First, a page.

"The government doesn't even keep to their promises when they say, 'Go and get the money from the private sector and then we'll give you some help,'" Costello says. "LIPA's raised a fortune from private investors, and then the government welshes on the deal." He sighs and gets back to the event at hand: "So if it takes picking the pocket of a few court people, so be it. If the Prince turns up and brings his pals along and they dig into their deep pockets then they all go up in my estimation."

It's interesting to watch Costello play Nixon to McCartney's Eisenhower. Elvis's willingness to snarl out loud what Paul might hesitate to say has lately been put to good use. It is a coincidence that since they began writing songs together seven years ago both Costello and McCartney have gone off and worked on classical pieces--Paul's Liverpool Oratorio, Elvis's collaboration with the Brodsky Quartet, The Juliet Letters. As Costello has continued to work in the classical world, he has run into the sort of snooty critic who attempts to praise Elvis by dissing Paul. Recently one such poop suggested to Costello that McCartney was attempting classical music in order to achieve immortality. Costello shut the windbag up by demanding to know if he really thought that Paul McCartney of the BEATLES, the composer of the most famous song of the century, needed to worry about his immortality.

I can answer that: spend a day in a little room with McCartney while he sits with his acoustic guitar and sings "For No One," "Eleanor Rigby," and that most famous song of the century "Yesterday," and you won't have any doubts about his immortality at all.

The afternoon before the Palace performance, McCartney surveyed a small, nearly empty rehearsal room at the Royal College of Music looking for his musicians. First on deck was Anya Alexeyev, a Russian born pianist and recent RCM graduate chosen to debut McCartney's "A Leaf." "Miss Anya," McCartney called. "Por favor." The young musician climbed up on the small stage and began moving through McCartney's piece with a prodigy's dexterity. An immediately compelling melody, "A Leaf" at first made you wonder why McCartney had chosen to steer the instrumental toward a classical designation — it would have made a great pop song. Then what would in pop have been the middle eight turned abruptly left into a sort of hopped-up Duke Ellington section and McCartney's motive became clear: serious music offers him a chance to take an idea in more than one direction, it allows a (love him or hate him you must give him this) brilliant melodist a shot at showing what he can do without one hand tied behind his back.

Yoko Ono once said that during John Lennon's long bread-baking sabbatical he was wrestling with the fact that he no longer felt comfortable cutting his thoughts to fit the pop lyric's cadence and rhyme scheme. While McCartney's work ethic would probably prevent him from letting a similar impediment slow down his songwriting, it must be a relief for him to be able to follow a musical idea where ever it leads. Anya played the piece with a lot of soul, with little pauses and then bursts of momentum that suggested she was confident enough to mess with it a bit. McCartney sat straight-backed, tapping his foot very slowly, paying strict attention.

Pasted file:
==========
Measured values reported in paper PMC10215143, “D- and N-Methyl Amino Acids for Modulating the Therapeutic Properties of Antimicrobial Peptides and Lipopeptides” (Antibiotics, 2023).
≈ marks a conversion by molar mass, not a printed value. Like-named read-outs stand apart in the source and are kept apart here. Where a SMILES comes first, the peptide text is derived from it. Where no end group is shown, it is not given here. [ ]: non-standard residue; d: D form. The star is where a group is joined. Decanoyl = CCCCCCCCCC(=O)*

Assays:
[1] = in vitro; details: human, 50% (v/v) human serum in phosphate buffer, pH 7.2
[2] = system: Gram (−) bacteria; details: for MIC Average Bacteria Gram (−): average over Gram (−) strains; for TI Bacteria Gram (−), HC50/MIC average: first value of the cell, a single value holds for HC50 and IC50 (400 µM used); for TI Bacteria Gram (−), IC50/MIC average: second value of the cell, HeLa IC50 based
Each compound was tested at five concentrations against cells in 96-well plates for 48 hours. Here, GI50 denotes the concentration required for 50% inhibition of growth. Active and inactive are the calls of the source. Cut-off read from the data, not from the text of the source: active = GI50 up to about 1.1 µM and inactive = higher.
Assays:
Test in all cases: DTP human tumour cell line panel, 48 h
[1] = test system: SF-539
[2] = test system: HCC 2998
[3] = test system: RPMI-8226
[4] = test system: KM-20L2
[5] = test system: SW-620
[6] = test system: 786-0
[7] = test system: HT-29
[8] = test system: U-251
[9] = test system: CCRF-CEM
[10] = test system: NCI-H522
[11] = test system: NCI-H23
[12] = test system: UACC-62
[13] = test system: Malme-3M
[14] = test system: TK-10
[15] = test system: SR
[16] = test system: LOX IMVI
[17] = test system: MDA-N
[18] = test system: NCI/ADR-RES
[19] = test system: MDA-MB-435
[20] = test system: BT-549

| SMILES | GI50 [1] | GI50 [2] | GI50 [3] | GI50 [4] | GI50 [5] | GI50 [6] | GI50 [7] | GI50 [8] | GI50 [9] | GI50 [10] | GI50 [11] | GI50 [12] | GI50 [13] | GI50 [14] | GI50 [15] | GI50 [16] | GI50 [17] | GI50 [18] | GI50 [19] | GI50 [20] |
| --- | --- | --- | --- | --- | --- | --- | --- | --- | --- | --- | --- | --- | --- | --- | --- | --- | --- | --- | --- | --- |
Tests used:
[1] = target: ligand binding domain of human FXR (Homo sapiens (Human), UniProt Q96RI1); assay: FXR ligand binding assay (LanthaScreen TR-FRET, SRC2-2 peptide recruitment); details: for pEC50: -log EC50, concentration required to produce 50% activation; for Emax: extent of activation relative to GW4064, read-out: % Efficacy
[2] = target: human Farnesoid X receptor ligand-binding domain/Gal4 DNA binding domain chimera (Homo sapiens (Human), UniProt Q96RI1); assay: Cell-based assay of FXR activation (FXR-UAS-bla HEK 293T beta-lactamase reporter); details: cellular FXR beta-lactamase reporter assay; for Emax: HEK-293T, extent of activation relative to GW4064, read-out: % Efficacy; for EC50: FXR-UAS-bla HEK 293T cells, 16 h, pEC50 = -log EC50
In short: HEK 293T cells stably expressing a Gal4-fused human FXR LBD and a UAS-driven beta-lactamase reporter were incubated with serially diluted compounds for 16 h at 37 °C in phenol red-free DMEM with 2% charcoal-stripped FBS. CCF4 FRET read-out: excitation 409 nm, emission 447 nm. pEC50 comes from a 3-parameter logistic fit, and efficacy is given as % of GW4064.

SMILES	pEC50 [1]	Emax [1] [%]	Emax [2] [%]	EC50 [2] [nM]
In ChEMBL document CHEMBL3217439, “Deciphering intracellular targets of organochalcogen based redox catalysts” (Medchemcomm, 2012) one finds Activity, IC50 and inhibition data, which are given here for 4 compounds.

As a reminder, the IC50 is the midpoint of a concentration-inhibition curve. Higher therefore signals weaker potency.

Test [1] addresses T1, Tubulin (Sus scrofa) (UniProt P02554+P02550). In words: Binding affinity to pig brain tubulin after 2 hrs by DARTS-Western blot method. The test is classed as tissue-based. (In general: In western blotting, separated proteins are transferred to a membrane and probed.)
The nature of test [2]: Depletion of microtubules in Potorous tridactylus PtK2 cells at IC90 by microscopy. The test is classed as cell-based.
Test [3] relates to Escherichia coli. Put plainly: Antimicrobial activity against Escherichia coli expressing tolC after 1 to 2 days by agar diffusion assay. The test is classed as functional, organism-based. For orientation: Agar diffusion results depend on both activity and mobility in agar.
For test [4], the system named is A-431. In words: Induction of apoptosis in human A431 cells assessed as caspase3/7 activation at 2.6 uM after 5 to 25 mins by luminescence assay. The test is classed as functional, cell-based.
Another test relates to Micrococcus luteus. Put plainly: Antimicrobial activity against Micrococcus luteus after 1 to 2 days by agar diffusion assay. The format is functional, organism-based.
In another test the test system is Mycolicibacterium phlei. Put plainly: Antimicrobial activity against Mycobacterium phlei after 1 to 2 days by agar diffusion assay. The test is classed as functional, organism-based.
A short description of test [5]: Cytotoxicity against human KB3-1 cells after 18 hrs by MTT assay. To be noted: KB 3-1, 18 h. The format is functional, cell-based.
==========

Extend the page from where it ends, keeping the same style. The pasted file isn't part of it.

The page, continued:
A booming bass voice came from the back of the room. "Well, at least I know ONE person here!" McCartney looked up and saw two of his Oratorio vets, the opera singers Willard White and Sally Burgess, entering the room as divas do, with a flourish. After the usual How-ya-doin's the two highbrows ran through their part of the show — a few songs from the Liverpool Oratorio and a smattering of American popular songs.

Taken out of the Liverpool Oratorio, the McCartney songs Burgess and White performed stood up amazingly well. "The Drinking Song," as delivered by White, could have sprung from the darker end of Jerome Kern or the lighter side of Bertolt Brecht. But the revelation was Burgess' reading of "Do You Know Who You Are." In the oratorio that piece seemed justified less by its music — which is somewhat disorganized and dreamlike — than by its advancing of the plot. It is sung by a nurse in a hospital to the oratorio's housewife heroine who has been struck by a car and is hovering between life and death, as is the unborn baby she is carrying. In the libretto, "Do You Know Who You Are" sets up the moment when her estranged husband realizes he has been wrong to go off on a drunken binge and returns to his family.

You would expect such a song to be lost outside of the bigger context for which it was conceived, but "Do You Know Who You Are" actually became stronger when set off by itself. The title came from the words a policeman said to the dying John Lennon as he was being rushed to Roosevelt Hospital. They were presumably the last words Lennon ever heard. When you know that, the entire song becomes vivid. It might or might not have been intentional on McCartney's part that the series of crises flowing in and out of the fading consciousness of the character in the song — a mother being struck down by a car, an unborn baby struggling to hang onto life, a husband who goes off on a drunken weekend only to return and ask forgiveness of his wife — are probably the same as the emotional flashpoints of John Lennon's life. That this impressionistic life-flashing-before-your-eyes lyric is interupted with a repetition of the last words Lennon heard as he was dying makes "Do You Know Who You Are" vivid, poignant, and bit shocking at the same time.